- 10 Feb 20
16 years ago today, Kanye West released his debut album, The College Dropout. To mark the occasion, we're revisiting our classic 2008 interview with the hip-hop icon.
This month sees the remarkably prolific Kanye West release his fourth album in as many years. Since the unleashing of his 2004 debut, The College Dropout, the rapper has become one of the biggest solo artists in the world, shifting millions of units and selling out shows wherever he goes. His latest outing, 808s And Heartbreak, is perhaps his most ambitious to date, a collection of addictive tracks (all sung with the aid of Auto Tune, the audio processor utilised on Cher’s ‘Believe’) which the singer describes as “pop art”.
Does West believe that 808s And Heartbreak is his most accessible record yet?
“The thing is, I didn’t have the ability to make it like this before,” replies the singer, sitting in his room at the Conrad Hotel. “I finally got to the point where I could do something that could potentially be this popular. I broke some ground with ‘Stronger’, and I was always attempting to make songs that would succeed on that level. And now I think I have. Like I was saying before, I feel I’ve created a new genre of music called pop art.”
Does he feel that it’s related to the artistic movement of the same name?
“That’s what I want to do,” responds West. “I do like pop art, and I do think that I’m a pop artist, but in the true sense of the phrase; I’m an artist and I’m truly popular. I always considered the albums to be pop music. Look how many albums I sold; it must have been somewhat popular. I just think that people always knew that, but it stayed under the title of hip-hop or whatever. Now it’s all outdoors, that it’s pop.”
Discussing 808s And Heartbreak in a previous interview, the 31-year-old stated that “people think pop is bad, but Michael Jackson was pop and who can compare to him?” There was speculation last year that West was working on some material for Jackson’s next album. Was there any truth to the rumours?
“We did a couple of things together, but that’s about it,” explains Kanye. “I did a remix of ‘Billie Jean’ for the anniversary version of Thriller. But, you know, I haven’t done a lot of them. That concept really interests people for some reason. People always ask me about working with Michael Jackson. Yeah, I’m working on Michael Jackson alright – I’m trying to work on making some music as good as his.”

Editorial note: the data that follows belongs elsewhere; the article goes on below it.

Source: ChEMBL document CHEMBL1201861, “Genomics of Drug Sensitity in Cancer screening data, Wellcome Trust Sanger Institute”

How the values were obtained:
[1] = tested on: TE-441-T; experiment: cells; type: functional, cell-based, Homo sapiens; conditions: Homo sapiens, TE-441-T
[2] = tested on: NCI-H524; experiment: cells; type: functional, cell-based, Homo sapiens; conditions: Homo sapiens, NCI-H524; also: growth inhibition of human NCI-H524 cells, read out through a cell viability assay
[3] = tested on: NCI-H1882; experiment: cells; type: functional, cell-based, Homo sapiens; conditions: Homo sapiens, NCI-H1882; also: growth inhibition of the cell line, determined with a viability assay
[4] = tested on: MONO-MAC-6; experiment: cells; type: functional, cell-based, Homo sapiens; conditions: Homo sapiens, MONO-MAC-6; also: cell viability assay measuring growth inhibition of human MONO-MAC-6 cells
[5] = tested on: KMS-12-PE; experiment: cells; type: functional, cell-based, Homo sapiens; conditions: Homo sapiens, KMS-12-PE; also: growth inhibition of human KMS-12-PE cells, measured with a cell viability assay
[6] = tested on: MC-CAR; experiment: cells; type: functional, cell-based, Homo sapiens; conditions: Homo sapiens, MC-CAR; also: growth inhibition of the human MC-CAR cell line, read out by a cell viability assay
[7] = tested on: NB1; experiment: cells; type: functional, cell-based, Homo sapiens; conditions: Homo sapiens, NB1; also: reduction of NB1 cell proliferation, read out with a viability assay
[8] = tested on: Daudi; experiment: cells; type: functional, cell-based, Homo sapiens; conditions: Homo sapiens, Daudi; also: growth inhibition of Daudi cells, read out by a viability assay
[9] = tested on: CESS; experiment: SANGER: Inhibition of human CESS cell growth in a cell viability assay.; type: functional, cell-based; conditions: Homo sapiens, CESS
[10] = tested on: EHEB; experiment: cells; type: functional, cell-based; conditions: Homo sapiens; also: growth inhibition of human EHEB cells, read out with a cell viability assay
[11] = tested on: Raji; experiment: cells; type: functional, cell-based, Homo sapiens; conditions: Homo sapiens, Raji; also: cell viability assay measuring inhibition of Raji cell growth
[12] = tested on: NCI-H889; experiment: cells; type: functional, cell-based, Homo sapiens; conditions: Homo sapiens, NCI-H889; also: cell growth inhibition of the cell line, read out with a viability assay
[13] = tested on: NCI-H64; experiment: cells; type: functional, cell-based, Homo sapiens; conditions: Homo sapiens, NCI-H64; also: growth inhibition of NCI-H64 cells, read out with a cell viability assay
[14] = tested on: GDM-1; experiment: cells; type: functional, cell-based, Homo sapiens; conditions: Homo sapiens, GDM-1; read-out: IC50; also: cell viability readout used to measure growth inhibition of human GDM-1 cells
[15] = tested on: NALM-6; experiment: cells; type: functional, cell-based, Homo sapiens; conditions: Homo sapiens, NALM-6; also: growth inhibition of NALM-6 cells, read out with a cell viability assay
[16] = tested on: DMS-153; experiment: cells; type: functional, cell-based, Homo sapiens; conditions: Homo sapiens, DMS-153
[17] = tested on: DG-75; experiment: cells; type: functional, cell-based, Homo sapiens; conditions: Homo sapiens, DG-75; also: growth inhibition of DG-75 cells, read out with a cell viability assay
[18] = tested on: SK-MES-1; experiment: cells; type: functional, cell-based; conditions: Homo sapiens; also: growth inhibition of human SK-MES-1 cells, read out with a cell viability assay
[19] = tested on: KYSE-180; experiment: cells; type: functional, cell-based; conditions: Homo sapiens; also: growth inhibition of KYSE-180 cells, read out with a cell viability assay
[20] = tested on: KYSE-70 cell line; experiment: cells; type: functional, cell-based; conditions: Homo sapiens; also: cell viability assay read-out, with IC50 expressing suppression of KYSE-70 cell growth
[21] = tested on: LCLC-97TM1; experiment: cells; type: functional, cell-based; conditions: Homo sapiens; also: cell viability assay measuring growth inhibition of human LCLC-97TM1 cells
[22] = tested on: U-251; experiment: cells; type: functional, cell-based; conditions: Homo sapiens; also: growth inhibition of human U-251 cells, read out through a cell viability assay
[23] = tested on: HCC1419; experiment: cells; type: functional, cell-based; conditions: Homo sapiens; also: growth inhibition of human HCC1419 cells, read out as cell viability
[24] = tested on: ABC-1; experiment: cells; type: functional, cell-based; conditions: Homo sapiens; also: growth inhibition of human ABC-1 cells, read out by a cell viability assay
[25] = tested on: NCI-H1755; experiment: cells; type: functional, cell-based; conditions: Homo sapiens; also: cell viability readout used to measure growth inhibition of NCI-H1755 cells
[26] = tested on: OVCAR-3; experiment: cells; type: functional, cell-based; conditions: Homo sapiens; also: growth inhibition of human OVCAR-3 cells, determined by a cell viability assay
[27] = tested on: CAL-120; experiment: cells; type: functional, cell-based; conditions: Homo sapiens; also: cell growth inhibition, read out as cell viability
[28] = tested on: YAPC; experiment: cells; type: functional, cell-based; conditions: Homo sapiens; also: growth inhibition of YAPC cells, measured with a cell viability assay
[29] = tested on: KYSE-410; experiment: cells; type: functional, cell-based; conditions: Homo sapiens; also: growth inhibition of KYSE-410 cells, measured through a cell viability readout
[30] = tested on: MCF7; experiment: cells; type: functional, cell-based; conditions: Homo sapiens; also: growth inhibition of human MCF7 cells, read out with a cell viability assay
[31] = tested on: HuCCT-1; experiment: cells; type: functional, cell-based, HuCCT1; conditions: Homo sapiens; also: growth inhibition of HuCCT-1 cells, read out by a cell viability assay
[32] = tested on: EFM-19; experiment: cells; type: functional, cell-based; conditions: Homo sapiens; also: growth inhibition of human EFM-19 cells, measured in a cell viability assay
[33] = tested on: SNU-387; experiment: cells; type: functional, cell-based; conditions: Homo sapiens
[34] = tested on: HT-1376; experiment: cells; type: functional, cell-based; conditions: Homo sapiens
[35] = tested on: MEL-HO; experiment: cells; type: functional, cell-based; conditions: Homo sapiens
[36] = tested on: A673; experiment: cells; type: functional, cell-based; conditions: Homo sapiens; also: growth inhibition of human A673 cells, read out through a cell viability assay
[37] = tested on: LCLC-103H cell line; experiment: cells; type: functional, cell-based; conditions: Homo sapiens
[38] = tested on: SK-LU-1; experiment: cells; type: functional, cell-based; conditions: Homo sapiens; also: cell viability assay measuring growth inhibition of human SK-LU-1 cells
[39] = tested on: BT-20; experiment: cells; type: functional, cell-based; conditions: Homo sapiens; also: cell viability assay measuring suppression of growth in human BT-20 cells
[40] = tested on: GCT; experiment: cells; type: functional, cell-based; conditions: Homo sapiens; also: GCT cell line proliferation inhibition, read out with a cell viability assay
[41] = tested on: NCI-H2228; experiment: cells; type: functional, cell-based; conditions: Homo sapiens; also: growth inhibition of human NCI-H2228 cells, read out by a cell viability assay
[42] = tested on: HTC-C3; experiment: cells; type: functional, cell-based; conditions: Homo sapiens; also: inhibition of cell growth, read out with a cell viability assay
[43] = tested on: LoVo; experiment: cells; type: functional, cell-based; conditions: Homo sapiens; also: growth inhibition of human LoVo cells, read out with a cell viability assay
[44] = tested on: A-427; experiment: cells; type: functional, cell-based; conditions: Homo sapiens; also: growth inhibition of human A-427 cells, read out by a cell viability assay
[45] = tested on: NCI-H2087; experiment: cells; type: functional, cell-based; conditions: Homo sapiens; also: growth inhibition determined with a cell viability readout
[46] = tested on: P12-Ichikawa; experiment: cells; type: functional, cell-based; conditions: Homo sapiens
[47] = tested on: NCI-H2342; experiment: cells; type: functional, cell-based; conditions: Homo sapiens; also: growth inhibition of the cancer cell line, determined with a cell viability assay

Do you feel you’ve accomplished that yet?
“I don’t know. Let’s see where ‘Stronger’ is 10 years from now. It was funny to hear it in a club a couple of nights ago. It’s a year old, but people were reacting to it like it was brand new. It was like, ‘Wow, maybe this song will be around forever.’”
West has sought inspiration in some surprising places for 808s And Heartbreak. The video for the first single, ‘Love Lockdown’ (a top five hit in Ireland), draws heavily on Mary Harron’s film adaptation of Bret Easton Ellis’ controversial novel American Psycho, and the singer has previously stated that he was intrigued by the film’s central protagonist, yuppie serial killer Patrick Bateman. What exactly interested him about the character?
“I just felt like it was me. I felt like I was the American Psycho, minus the actual killing. But everything about him – the technology, the fashion, the women – that was me.”
Has West read the novel?
“I don’t read,” he says. “I don’t read novels, ever. I’ll sit around and look at magazines all day, and rip out visual references. I’ll create stuff. Then I’ll sit and listen to music, and then I’ll watch TV. I’ll watch American Dad or Family Guy or The Office. Then I’ll sleep. In the midst of all that, I just really don’t have time to read.”
In the week prior to our interview, Kanye scooped the Ultimate Urban Act gong at the MTV Europe Music Awards. Did this finally lay to rest the ghost of two years ago, when he infamously invaded the stage at the MTV Europe Awards in Copenhagen, having lost out in the Best Video category to Justice and Simian?
“No, not at all, because a couple of years ago I won an award also.”
How does Kanye now feel about the 2006 incident?
“Man, that was detrimental to my career. It actually provided some of the inspiration for Graduation. Like, that which doesn’t kill me can only make me stronger. That moment at that awards show was on my mind. And it wasn’t losing the award. It was the fact that it was fixed, and nobody would stand up and say that. No one was like, ‘Yo, we did tell Kanye he was going to win, but he didn’t.’